Effect of turbulent density-fluctuations on wave-particle interactions and solar flare X-ray spectra
I. G. Hannah1, E. P. Kontar1 and H. A. S. Reid2
SUPA School of Physics & Astronomy, University of
2 LESIA, Observatoire de Paris, CNRS, UPMC, Université Paris-Diderot, 5 place Jules Janssen, 92195 Meudon Cedex, France
Accepted: 28 November 2012
Aims. The aim of this paper is to demonstrate the effect of turbulent background density-fluctuations on flare-accelerated electron transport in the solar corona.
Methods. Using the quasi-linear approximation, we numerically simulated the propagation of a beam of accelerated electrons from the solar corona to the chromosphere, including the self-consistent response of the inhomogeneous background plasma in the form of Langmuir waves. We calculated the X-ray spectrum from these simulations using the bremsstrahlung cross-section and fitted the footpoint spectrum using the collisional “thick-target” model, a standard approach adopted in observational studies.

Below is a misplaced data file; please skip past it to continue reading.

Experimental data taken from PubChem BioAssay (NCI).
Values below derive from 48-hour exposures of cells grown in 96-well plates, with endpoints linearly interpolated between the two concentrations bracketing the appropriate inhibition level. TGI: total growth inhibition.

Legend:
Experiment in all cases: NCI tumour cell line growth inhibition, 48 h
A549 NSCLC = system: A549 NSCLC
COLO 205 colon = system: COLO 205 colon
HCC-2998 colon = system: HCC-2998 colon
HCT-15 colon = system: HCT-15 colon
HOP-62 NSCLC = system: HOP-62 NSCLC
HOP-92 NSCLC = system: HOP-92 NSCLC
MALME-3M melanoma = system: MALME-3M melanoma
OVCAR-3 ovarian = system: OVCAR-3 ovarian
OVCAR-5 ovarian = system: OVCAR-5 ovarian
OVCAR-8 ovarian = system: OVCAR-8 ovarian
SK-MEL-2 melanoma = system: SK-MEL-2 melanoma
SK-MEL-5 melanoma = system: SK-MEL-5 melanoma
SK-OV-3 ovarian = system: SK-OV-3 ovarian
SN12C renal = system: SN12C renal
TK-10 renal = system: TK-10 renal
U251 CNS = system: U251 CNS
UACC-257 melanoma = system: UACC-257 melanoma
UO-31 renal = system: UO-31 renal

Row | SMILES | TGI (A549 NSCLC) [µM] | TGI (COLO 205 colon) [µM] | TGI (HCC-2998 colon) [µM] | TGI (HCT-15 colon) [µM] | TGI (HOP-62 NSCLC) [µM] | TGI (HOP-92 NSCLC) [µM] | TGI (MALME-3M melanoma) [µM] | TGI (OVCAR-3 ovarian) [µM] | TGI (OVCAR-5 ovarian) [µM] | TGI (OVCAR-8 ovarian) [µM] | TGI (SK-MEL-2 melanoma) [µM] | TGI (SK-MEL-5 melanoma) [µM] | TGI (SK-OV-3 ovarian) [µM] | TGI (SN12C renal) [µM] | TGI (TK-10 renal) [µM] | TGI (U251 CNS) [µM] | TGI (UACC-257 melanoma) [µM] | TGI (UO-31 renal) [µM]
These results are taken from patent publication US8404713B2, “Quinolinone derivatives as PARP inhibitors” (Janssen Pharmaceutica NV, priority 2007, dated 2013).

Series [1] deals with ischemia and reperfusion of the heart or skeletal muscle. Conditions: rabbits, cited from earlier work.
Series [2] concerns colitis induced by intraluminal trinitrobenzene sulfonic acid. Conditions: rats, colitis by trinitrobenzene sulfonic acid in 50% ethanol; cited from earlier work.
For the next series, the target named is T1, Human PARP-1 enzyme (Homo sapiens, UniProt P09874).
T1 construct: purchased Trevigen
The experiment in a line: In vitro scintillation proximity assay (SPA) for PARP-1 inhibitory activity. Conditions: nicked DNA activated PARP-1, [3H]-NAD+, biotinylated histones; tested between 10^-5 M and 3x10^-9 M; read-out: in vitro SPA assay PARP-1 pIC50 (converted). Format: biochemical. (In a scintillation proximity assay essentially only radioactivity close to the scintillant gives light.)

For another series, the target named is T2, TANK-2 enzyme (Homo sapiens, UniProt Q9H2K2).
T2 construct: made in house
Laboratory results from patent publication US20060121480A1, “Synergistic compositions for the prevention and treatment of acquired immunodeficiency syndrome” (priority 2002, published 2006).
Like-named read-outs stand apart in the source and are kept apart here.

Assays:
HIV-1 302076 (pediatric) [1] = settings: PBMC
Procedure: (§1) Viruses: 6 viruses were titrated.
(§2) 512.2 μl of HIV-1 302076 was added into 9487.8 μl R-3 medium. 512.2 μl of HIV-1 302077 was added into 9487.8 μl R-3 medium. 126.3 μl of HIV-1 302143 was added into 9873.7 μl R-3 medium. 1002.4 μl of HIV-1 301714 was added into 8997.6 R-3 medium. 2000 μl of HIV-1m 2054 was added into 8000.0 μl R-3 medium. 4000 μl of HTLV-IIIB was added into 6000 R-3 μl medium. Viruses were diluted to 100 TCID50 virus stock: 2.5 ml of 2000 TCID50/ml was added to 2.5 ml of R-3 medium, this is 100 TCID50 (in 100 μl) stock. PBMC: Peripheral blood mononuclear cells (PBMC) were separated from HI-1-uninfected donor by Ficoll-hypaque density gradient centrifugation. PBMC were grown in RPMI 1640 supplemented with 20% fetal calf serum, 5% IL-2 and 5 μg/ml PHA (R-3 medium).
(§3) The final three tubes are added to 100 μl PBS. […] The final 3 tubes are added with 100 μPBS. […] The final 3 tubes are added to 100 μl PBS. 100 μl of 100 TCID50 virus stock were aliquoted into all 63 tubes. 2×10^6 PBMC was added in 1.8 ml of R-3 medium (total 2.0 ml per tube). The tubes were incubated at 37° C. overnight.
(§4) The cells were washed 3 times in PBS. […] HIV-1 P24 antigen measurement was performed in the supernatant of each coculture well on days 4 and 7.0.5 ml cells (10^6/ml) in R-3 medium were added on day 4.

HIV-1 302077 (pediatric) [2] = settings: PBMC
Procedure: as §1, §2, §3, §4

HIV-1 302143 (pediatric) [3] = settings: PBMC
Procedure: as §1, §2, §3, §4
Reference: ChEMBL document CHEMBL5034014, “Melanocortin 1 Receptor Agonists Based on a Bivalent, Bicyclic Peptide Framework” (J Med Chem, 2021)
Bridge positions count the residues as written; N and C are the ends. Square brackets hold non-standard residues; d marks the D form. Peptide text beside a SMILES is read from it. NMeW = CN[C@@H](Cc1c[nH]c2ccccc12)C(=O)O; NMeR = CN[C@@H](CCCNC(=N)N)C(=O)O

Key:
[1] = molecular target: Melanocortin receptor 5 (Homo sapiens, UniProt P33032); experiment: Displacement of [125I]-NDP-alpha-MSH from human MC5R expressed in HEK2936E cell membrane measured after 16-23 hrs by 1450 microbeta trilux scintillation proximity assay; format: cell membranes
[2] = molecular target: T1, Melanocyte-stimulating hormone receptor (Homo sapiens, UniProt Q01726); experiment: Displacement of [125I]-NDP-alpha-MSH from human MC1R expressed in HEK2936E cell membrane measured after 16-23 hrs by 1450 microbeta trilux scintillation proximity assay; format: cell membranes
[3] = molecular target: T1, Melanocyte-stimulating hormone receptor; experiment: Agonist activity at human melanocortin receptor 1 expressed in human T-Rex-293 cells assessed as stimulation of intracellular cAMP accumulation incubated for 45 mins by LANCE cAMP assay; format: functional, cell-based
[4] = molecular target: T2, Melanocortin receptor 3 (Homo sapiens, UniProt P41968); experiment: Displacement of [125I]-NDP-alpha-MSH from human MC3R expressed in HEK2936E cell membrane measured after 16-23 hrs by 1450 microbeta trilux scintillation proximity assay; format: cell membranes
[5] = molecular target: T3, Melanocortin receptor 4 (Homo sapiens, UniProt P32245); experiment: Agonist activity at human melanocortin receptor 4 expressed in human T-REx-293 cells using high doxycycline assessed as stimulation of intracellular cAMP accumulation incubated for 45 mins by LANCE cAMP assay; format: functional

Results. We find that the interaction of the Langmuir waves with the background electron density gradient shifts the waves to a higher phase velocity where they then resonate with higher velocity electrons. The consequence is that some of the electrons are shifted to higher energies, producing more high-energy X-rays than expected if the density inhomogeneity is not considered. We find that the level of energy gain is strongly dependent on the initial electron beam density at higher energy and the magnitude of the density gradient in the background plasma. The most significant gains are for steep (soft) spectra that initially had few electrons at higher energies. If the X-ray spectrum of the simulated footpoint emission are fitted with the standard “thick-target” model (as is routinely done with RHESSI observations) some simulation scenarios produce more than an order-of-magnitude overestimate of the number of electrons >50 keV in the source coronal distribution.
Key words: Sun: flares / Sun: X-rays, gamma rays
© ESO, 2013